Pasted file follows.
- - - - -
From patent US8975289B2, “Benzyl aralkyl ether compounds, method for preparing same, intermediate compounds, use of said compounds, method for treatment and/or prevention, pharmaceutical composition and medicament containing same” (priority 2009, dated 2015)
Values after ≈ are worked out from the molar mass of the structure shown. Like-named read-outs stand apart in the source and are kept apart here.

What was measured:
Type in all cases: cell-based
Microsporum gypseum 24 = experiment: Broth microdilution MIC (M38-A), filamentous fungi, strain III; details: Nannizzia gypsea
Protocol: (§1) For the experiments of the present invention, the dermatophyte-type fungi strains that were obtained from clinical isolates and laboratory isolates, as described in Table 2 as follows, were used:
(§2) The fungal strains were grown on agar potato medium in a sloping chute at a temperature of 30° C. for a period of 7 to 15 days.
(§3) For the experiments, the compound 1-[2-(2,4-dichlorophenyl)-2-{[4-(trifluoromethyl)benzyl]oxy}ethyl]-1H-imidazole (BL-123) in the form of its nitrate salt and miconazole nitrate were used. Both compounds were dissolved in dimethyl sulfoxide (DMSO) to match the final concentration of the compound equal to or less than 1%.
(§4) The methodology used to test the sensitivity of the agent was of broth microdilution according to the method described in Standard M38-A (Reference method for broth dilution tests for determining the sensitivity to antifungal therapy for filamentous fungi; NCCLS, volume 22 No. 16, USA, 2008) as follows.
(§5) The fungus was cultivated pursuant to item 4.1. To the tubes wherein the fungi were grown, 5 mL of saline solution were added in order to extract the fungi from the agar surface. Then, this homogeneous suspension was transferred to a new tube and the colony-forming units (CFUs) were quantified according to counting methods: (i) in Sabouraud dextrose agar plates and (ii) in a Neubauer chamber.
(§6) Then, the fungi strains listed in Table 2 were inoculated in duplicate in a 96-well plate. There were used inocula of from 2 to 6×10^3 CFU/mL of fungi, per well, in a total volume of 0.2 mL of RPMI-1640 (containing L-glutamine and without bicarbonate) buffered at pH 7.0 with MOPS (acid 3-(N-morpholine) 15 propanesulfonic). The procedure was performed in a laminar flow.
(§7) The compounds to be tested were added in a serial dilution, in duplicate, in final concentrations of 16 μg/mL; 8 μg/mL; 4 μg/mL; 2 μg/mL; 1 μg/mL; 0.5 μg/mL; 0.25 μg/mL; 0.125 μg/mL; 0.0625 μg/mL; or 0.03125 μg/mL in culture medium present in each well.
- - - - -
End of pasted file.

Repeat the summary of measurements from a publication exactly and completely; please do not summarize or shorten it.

From patent US8975289B2, “Benzyl aralkyl ether compounds, method for preparing same, intermediate compounds, use of said compounds, method for treatment and/or prevention, pharmaceutical composition and medicament containing same” (priority 2009, dated 2015)
Values after ≈ are worked out from the molar mass of the structure shown. Like-named read-outs stand apart in the source and are kept apart here.

What was measured:
Type in all cases: cell-based
Microsporum gypseum 24 = experiment: Broth microdilution MIC (M38-A), filamentous fungi, strain III; details: Nannizzia gypsea
Protocol: (§1) For the experiments of the present invention, the dermatophyte-type fungi strains that were obtained from clinical isolates and laboratory isolates, as described in Table 2 as follows, were used:
(§2) The fungal strains were grown on agar potato medium in a sloping chute at a temperature of 30° C. for a period of 7 to 15 days.
(§3) For the experiments, the compound 1-[2-(2,4-dichlorophenyl)-2-{[4-(trifluoromethyl)benzyl]oxy}ethyl]-1H-imidazole (BL-123) in the form of its nitrate salt and miconazole nitrate were used. Both compounds were dissolved in dimethyl sulfoxide (DMSO) to match the final concentration of the compound equal to or less than 1%.
(§4) The methodology used to test the sensitivity of the agent was of broth microdilution according to the method described in Standard M38-A (Reference method for broth dilution tests for determining the sensitivity to antifungal therapy for filamentous fungi; NCCLS, volume 22 No. 16, USA, 2008) as follows.
(§5) The fungus was cultivated pursuant to item 4.1. To the tubes wherein the fungi were grown, 5 mL of saline solution were added in order to extract the fungi from the agar surface. Then, this homogeneous suspension was transferred to a new tube and the colony-forming units (CFUs) were quantified according to counting methods: (i) in Sabouraud dextrose agar plates and (ii) in a Neubauer chamber.
(§6) Then, the fungi strains listed in Table 2 were inoculated in duplicate in a 96-well plate. There were used inocula of from 2 to 6×10^3 CFU/mL of fungi, per well, in a total volume of 0.2 mL of RPMI-1640 (containing L-glutamine and without bicarbonate) buffered at pH 7.0 with MOPS (acid 3-(N-morpholine) 15 propanesulfonic). The procedure was performed in a laminar flow.
(§7) The compounds to be tested were added in a serial dilution, in duplicate, in final concentrations of 16 μg/mL; 8 μg/mL; 4 μg/mL; 2 μg/mL; 1 μg/mL; 0.5 μg/mL; 0.25 μg/mL; 0.125 μg/mL; 0.0625 μg/mL; or 0.03125 μg/mL in culture medium present in each well.